The third cutting of alfalfa hay reached 65 percent, up 3 points from the previous year and up 15 points from normal. The second cutting of other hay reached 37 percent, down 8 points from the previous year and down 11 points from normal.

Oklahoma pasture and range conditions remain virtually unchanged from last week and are rated 41 percent good to excellent, 45 percent fair and 14 percent poor to very poor.

To view the Oklahoma crop progress report, click here.

In Kansas the corn crop is rated 61 percent good to excellent, 28 percent fair and 11 percent poor to very poor.

Approximately 53 percent of the Kansas corn crop was in dough stage, ahead of the 35 percent number last year and 41 percent average.

The Kansas soybean crop is rated 68 percent good to excellent,26 percent fair and 6 percent poor to very poor.

Soybeans blooming was 79 percent, well ahead of the 51 percent figure last year, and ahead of the 70 percent average.

The grain sorghum crop is rated 62 percent good to excellent, 31 percent fair and 7 percent poor to very poor.

Grain sorghum headed was 43 percent, well ahead of the 21 percent last year, and ahead of the 38 percent average.

The Kansas cotton crop is rated 48 percent good to excellent, 44 percent fair and 8 percent poor to very poor.

Approximately 28 percent of the Kansas cotton crop is setting bolls, ahead of 23 percent last year, and near the 24 percent average.

Kansas pasture and range conditions are rated53 percent good to excellent,33 percent fair and 14 percent poor to very poor.

To view the Kansas crop progress report, click here.

For our neighbors to the south in Texas, corn harvest continued throughout most of the southern half of the state but slowed where precipitation was heavy. Producers were preparing for harvest in the High and Low Plains, as well as the Cross Timbers region.

Texas soybeans in the Blacklands struggled due to inadequate moisture while sunflowers continued to progress.

Grain sorghum harvest throughout much of the state continued or would begin soon. The majority of sorghum for grain in the Southern High Plains was not harvested due to poor growth caused by inadequate moisture. In the Northern Low Plains, sorghum crops showed signs of increased counts of cinch bugs as well as damage from hail.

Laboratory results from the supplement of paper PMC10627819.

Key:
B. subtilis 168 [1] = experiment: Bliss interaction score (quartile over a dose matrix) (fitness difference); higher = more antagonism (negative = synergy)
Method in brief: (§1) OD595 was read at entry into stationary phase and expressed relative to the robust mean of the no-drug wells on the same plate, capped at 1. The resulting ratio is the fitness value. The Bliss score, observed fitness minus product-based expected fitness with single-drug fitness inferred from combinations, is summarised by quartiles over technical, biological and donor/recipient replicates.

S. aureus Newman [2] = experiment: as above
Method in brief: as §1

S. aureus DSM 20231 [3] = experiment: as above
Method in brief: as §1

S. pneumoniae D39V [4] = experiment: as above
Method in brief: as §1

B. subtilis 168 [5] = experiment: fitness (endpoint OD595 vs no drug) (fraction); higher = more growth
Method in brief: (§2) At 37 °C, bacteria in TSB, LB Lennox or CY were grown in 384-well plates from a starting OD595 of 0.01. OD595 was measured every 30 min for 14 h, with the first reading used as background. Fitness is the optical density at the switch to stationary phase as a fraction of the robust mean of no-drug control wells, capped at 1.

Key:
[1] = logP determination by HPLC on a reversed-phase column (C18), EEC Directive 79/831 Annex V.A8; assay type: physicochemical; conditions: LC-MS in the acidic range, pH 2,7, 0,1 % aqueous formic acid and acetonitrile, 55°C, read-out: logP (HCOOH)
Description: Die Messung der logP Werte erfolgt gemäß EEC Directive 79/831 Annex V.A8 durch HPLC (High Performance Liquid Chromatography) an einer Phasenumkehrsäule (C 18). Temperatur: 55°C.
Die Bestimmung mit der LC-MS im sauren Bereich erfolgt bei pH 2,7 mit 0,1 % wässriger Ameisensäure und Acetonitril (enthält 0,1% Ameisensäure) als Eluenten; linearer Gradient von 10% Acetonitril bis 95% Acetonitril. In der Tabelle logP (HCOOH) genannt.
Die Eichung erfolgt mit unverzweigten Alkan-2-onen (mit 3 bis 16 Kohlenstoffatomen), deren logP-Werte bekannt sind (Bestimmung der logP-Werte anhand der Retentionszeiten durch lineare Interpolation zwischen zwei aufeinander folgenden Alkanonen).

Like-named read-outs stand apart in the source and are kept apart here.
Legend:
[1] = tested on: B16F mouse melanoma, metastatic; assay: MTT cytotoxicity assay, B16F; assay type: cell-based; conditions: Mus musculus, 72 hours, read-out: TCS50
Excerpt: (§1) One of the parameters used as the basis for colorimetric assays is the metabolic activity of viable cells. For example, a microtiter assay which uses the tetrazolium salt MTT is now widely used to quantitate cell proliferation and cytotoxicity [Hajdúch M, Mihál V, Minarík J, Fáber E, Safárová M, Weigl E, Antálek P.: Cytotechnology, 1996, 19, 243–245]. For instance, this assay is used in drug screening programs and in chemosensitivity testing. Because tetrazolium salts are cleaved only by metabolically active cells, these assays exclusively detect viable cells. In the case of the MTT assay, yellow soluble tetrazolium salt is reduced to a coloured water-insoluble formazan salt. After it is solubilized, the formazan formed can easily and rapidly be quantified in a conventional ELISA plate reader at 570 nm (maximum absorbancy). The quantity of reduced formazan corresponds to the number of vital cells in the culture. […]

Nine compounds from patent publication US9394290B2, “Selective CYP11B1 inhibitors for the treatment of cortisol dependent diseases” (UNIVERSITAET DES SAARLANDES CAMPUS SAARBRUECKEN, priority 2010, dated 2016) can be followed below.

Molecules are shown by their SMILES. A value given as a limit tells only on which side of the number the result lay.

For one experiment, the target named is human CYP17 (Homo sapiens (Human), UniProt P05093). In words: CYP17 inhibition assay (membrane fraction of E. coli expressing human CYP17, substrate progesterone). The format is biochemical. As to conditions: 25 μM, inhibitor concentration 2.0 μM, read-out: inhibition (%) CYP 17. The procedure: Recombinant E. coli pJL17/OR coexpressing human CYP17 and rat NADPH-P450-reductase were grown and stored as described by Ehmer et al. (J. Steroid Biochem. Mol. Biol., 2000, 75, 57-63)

The Texas grain sorghum crop is rated 49 percent good to excellent, 39 percent fair and 12 percent poor to very poor.

Texas cotton reached the boll stage in the High Plains but in the Southern High Plains some dryland fields were plowed under due to poor growth.

Cotton harvest in areas of the Coastal Bend was stalled as producers waited on fields to dry. Meanwhile, winds and heavy rains from hurricane Hanna damaged many acres of cotton in the Lower Valley region.

The Texas cotton crop is rated 25 percent in the good to excellent category, 51 percent fair and 24 percent poor to very poor.

Supplemental feeding increased due to dry conditions in areas of the High Plains and the Northern Low Plains of Texas. Flies were a nuisance to livestock within areas of the Blacklands. Grasshopper presence throughout much of the Low Plains continued to be an issue.

Pasture and range conditions in the Lone Star state are rated just 22 percent in the good to excellent category, 41 percent fair and 37 percent in the poor to very poor category.

To view the Texas crop progress report, click here.